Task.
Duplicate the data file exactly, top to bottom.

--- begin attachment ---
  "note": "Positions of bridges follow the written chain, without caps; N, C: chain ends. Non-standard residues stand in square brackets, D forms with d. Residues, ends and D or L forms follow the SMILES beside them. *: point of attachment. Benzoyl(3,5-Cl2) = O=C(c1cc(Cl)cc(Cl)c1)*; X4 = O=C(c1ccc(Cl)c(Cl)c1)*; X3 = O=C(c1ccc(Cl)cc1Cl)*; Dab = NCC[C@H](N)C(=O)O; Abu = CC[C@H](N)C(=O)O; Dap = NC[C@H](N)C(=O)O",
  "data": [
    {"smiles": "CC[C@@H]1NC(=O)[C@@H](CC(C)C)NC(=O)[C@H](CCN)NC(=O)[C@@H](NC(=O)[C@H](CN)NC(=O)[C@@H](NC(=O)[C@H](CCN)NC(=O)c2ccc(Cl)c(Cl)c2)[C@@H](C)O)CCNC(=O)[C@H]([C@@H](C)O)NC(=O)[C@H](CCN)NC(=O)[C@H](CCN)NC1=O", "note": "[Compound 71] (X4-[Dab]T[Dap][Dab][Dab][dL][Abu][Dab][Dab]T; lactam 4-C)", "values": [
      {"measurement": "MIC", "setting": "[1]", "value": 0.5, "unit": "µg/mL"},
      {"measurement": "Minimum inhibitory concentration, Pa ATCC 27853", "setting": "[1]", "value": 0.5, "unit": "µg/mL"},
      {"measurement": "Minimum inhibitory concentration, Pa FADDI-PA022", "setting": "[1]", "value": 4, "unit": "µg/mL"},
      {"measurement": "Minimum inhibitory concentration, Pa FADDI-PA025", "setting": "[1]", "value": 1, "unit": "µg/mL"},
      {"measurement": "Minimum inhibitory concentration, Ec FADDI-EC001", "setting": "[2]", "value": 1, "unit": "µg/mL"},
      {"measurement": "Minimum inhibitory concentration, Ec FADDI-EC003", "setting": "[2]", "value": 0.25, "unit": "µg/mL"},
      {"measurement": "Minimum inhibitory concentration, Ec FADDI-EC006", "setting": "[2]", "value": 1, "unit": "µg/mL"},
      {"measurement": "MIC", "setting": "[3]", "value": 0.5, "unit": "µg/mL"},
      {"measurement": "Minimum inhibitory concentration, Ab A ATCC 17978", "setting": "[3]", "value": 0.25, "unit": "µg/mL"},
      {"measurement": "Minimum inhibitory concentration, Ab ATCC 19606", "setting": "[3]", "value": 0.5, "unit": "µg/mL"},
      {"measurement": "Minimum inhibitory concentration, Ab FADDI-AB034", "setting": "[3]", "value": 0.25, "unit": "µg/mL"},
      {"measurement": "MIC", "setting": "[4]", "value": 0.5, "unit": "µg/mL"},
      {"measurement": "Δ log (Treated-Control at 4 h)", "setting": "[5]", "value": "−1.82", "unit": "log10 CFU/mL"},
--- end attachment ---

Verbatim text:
  "note": "Positions of bridges follow the written chain, without caps; N, C: chain ends. Non-standard residues stand in square brackets, D forms with d. Residues, ends and D or L forms follow the SMILES beside them. *: point of attachment. Benzoyl(3,5-Cl2) = O=C(c1cc(Cl)cc(Cl)c1)*; X4 = O=C(c1ccc(Cl)c(Cl)c1)*; X3 = O=C(c1ccc(Cl)cc1Cl)*; Dab = NCC[C@H](N)C(=O)O; Abu = CC[C@H](N)C(=O)O; Dap = NC[C@H](N)C(=O)O",
  "data": [
    {"smiles": "CC[C@@H]1NC(=O)[C@@H](CC(C)C)NC(=O)[C@H](CCN)NC(=O)[C@@H](NC(=O)[C@H](CN)NC(=O)[C@@H](NC(=O)[C@H](CCN)NC(=O)c2ccc(Cl)c(Cl)c2)[C@@H](C)O)CCNC(=O)[C@H]([C@@H](C)O)NC(=O)[C@H](CCN)NC(=O)[C@H](CCN)NC1=O", "note": "[Compound 71] (X4-[Dab]T[Dap][Dab][Dab][dL][Abu][Dab][Dab]T; lactam 4-C)", "values": [
      {"measurement": "MIC", "setting": "[1]", "value": 0.5, "unit": "µg/mL"},
      {"measurement": "Minimum inhibitory concentration, Pa ATCC 27853", "setting": "[1]", "value": 0.5, "unit": "µg/mL"},
      {"measurement": "Minimum inhibitory concentration, Pa FADDI-PA022", "setting": "[1]", "value": 4, "unit": "µg/mL"},
      {"measurement": "Minimum inhibitory concentration, Pa FADDI-PA025", "setting": "[1]", "value": 1, "unit": "µg/mL"},
      {"measurement": "Minimum inhibitory concentration, Ec FADDI-EC001", "setting": "[2]", "value": 1, "unit": "µg/mL"},
      {"measurement": "Minimum inhibitory concentration, Ec FADDI-EC003", "setting": "[2]", "value": 0.25, "unit": "µg/mL"},
      {"measurement": "Minimum inhibitory concentration, Ec FADDI-EC006", "setting": "[2]", "value": 1, "unit": "µg/mL"},
      {"measurement": "MIC", "setting": "[3]", "value": 0.5, "unit": "µg/mL"},
      {"measurement": "Minimum inhibitory concentration, Ab A ATCC 17978", "setting": "[3]", "value": 0.25, "unit": "µg/mL"},
      {"measurement": "Minimum inhibitory concentration, Ab ATCC 19606", "setting": "[3]", "value": 0.5, "unit": "µg/mL"},
      {"measurement": "Minimum inhibitory concentration, Ab FADDI-AB034", "setting": "[3]", "value": 0.25, "unit": "µg/mL"},
      {"measurement": "MIC", "setting": "[4]", "value": 0.5, "unit": "µg/mL"},
      {"measurement": "Δ log (Treated-Control at 4 h)", "setting": "[5]", "value": "−1.82", "unit": "log10 CFU/mL"},